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Bree Giffen

SL a California based virtual world

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6 minutes ago, Rolig Loon said:

My mind doesn't extend Europe to the Urals.  :$

Based on Eurovision - which I am sure Americans havn't really had the joy of being heavily exposed to yet - Australia is part of Europe too!

 

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10 hours ago, Innula Zenovka said:

political positions that seem quite extreme and grotesque in much of Europe are apparently pretty mainstream in much of the USA

They may be mainstream, but they are still extreme and grotesque to the majority of Americans. We are living in a nightmare from which there is no waking up. 

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On 21 April 2018 at 12:46 PM, Callum Meriman said:

The mortal fear USA people have of female nipples is always surprising. It's a national phobia.

Warning! Rated PG-European... May contain traces of Satan's Fun Buttons! Unsuitable for residents of the Confederacy. May cause apoplexy, heart failure, retinal melting and ETERNAL DAMNATION...

To me SL feels very "Californicatian", that whole aura of...

"Welcome to our strictly PG-Murican world *cough* Large adult section in the back... HOT Ladyboy on Goat action! see everything *cough Yeah we don't allow none of that filthy euro-smut stuff here, no siree!"

For example, a couple of Lindens telling the owners of an Adult rated private estate region dedicated to kink, that if they wanted to be included in the Adult section of the destination guide, then they had to pass a sim bylaw forbidding any non pg activity including partial female nudity (topless) within 20m of the landing point...

SL is VERY "Murican Double Standards"



 

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On 4/21/2018 at 7:46 AM, Callum Meriman said:

The mortal fear USA people have of female nipples is always surprising. It's a national phobia.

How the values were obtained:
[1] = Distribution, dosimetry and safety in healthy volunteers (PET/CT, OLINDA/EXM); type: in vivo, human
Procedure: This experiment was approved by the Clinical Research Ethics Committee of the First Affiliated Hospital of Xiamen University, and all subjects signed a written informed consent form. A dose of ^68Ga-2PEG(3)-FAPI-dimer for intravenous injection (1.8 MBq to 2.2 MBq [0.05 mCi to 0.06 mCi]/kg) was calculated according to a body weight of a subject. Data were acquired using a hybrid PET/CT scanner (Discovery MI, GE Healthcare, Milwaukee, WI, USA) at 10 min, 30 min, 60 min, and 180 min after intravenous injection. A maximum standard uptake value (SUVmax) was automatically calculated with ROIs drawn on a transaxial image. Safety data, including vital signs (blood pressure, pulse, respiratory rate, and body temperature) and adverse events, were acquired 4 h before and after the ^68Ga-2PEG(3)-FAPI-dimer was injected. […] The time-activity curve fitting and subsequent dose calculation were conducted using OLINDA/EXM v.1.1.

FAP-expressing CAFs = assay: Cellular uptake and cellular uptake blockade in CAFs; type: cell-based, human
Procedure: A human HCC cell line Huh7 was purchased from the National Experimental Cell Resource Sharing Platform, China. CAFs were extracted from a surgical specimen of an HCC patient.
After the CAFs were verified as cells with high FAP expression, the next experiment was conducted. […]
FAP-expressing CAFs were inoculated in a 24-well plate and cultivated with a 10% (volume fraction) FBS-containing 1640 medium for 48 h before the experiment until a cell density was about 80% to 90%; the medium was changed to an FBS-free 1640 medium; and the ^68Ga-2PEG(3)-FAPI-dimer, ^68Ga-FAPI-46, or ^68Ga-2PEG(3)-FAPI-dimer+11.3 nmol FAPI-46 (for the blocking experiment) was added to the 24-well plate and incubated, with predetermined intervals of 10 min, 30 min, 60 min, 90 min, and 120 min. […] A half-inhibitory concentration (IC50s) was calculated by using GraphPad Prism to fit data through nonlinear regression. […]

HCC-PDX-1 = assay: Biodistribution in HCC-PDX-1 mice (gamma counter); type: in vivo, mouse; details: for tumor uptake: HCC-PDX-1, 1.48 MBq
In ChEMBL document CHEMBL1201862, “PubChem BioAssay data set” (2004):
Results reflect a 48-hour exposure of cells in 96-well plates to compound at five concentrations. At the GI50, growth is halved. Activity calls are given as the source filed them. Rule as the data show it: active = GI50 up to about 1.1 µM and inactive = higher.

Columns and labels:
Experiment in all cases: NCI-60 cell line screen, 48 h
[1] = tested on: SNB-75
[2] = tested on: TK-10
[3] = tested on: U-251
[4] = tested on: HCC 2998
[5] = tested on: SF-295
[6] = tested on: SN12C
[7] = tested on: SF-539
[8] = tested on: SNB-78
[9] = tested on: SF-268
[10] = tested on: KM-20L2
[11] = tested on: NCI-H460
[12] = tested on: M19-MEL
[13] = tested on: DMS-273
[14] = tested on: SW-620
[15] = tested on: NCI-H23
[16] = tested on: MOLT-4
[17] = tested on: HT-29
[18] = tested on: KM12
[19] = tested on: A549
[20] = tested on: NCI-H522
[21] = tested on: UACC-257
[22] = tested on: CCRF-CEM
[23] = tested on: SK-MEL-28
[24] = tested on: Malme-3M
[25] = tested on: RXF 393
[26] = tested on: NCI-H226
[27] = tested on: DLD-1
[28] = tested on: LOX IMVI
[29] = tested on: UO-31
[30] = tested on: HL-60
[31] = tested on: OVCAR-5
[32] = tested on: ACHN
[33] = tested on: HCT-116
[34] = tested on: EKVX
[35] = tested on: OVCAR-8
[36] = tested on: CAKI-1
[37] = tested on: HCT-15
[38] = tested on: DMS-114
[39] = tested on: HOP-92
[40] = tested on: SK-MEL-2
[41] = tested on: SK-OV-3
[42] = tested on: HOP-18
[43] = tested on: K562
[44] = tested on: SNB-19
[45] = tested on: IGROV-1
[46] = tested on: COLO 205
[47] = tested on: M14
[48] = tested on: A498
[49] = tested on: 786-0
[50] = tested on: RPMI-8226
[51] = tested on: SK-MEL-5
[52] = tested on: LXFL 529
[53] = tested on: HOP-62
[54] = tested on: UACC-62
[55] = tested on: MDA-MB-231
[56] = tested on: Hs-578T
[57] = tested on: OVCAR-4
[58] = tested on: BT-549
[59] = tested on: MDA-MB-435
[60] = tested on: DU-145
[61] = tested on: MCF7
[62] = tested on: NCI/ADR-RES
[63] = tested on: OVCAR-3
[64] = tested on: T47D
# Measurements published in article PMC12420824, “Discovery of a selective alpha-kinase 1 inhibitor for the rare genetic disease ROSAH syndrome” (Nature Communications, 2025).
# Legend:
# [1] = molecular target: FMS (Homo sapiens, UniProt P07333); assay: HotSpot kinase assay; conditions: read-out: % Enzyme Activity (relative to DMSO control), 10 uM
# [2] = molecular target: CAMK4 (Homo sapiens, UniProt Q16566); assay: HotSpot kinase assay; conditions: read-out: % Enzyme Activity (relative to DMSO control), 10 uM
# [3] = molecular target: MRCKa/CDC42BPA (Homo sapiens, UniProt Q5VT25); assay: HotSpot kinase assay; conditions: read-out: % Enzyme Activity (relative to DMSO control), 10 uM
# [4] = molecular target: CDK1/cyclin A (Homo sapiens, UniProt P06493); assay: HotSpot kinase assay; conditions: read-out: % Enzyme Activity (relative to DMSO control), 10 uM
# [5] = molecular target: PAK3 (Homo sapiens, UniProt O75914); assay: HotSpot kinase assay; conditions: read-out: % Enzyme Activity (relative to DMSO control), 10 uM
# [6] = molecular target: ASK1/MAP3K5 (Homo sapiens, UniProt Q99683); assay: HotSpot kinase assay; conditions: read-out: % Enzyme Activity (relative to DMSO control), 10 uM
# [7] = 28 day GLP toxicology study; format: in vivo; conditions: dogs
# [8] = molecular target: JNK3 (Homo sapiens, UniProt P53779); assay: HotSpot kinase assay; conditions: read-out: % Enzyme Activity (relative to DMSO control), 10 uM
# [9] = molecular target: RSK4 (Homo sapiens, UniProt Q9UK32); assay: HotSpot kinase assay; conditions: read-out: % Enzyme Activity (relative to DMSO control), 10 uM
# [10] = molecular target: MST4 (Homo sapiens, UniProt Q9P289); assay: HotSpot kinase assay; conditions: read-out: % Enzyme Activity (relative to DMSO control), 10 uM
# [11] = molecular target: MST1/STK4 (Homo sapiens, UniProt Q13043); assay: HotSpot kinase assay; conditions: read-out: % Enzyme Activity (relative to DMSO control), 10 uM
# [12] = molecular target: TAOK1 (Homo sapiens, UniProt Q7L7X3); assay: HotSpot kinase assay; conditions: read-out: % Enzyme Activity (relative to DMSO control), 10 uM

That is a very broad brush you are painting with... There are several states that allow women to be topless in public. And yes, it was voted for. I would bet most of us dont really care. Its teh loud ones that get heard. 

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12 hours ago, Pamela Galli said:

They may be mainstream, but they are still extreme and grotesque to the majority of Americans. We are living in a nightmare from which there is no waking up. 

That's true..

You can't watch anything nowadays without politics showing up..If you ask me,both sides need to give us a break when we're just trying to go about our days doing what we need to  do or even when we don't and are just looking to relax..We'll see them soon enough in the midterms and 2 years after..

Until then they need to stay out of our entertainment,at least.. :D

hehehehehe

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48 minutes ago, Ceka Cianci said:

That's true..

You can't watch anything nowadays without politics showing up..If you ask me,both sides need to give us a break when we're just trying to go about our days doing what we need to  do or even when we don't and are just looking to relax..We'll see them soon enough in the midterms and 2 years after..

Until then they need to stay out of our entertainment,at least.. :D

hehehehehe

Sadly, an entertainer was voted in as President.. 

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34 minutes ago, Drake1 Nightfire said:

Sadly, an entertainer was voted in as President.. 

I never watched his first show and certainly not his current..

Although,you can't turn anything on without seeing everyone advertising it..

hehehehe

 

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42 minutes ago, Drake1 Nightfire said:

Sadly, an entertainer was voted in as President.. 

Reagan was an actor (an actual entertainer). The current mistake was a "television personality" - a "reality TV star" if you want to get technical, something that is as far removed from being an actual entertainer as one can get.

Please do not demean entertainers.

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45 minutes ago, Solar Legion said: